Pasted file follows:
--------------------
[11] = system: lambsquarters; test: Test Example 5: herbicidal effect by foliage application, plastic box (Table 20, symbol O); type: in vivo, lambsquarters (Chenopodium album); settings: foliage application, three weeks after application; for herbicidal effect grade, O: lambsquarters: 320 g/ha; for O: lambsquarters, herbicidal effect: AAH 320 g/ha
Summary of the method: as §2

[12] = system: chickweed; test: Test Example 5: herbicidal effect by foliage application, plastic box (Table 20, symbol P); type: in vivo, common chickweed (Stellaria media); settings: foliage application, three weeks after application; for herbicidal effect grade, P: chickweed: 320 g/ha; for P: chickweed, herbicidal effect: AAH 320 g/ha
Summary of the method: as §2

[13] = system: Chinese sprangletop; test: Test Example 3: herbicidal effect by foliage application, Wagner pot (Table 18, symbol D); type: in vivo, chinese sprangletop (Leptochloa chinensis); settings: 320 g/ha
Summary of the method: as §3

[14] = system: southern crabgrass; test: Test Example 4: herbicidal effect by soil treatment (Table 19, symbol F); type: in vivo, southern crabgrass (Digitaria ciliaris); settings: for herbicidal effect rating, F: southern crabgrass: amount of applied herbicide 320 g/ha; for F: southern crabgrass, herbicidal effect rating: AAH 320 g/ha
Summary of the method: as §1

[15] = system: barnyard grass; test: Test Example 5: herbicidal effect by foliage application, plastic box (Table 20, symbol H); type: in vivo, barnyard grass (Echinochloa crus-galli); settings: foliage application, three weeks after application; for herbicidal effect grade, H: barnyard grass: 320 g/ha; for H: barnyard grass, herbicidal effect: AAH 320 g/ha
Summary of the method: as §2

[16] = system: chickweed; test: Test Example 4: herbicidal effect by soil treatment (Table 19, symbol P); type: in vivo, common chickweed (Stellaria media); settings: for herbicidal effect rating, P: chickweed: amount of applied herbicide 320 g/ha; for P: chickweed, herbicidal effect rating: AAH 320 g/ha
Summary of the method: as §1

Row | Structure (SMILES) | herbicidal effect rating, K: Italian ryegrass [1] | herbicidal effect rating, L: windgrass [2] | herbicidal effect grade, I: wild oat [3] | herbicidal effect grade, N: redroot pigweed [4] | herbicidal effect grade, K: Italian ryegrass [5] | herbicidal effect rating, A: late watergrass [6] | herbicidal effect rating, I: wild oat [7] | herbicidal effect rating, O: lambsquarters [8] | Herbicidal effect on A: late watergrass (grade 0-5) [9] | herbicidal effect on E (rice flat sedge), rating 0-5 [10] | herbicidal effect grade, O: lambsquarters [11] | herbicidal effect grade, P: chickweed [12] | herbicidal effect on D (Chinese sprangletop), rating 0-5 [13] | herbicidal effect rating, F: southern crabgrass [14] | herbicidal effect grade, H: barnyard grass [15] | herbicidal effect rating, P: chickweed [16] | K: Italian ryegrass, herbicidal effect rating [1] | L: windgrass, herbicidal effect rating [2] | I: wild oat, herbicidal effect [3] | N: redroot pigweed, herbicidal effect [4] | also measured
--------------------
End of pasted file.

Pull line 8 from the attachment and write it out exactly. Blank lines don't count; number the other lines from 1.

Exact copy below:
Summary of the method: as §1